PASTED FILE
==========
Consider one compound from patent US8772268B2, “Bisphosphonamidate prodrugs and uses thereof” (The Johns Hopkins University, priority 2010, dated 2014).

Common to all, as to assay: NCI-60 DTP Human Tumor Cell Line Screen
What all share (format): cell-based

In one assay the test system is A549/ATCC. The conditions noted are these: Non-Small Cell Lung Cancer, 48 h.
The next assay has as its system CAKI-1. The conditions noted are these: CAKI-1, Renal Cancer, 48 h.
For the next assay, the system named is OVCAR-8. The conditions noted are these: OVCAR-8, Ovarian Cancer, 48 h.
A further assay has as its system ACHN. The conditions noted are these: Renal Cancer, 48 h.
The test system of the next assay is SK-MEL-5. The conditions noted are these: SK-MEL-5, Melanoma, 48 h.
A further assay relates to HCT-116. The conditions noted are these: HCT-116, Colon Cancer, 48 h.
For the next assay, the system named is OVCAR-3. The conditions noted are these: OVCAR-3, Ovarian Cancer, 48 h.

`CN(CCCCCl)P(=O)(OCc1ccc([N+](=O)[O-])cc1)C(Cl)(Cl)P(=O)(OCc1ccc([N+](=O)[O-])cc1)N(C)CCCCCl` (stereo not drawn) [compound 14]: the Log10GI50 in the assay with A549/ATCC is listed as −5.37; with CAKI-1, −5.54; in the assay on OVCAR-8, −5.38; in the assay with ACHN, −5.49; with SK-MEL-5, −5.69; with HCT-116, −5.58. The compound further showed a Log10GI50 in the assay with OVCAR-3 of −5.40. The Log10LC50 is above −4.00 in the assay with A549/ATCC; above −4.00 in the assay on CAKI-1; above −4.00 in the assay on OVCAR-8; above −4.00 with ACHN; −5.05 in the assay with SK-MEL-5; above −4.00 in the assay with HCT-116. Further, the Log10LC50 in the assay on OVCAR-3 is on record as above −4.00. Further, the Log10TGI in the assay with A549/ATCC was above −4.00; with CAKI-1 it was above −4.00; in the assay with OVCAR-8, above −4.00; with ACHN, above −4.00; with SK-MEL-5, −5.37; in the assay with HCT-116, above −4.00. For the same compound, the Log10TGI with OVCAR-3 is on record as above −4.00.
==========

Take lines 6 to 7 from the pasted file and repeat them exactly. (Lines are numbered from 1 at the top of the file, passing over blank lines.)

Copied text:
For the next assay, the system named is OVCAR-8. The conditions noted are these: OVCAR-8, Ovarian Cancer, 48 h.
A further assay has as its system ACHN. The conditions noted are these: Renal Cancer, 48 h.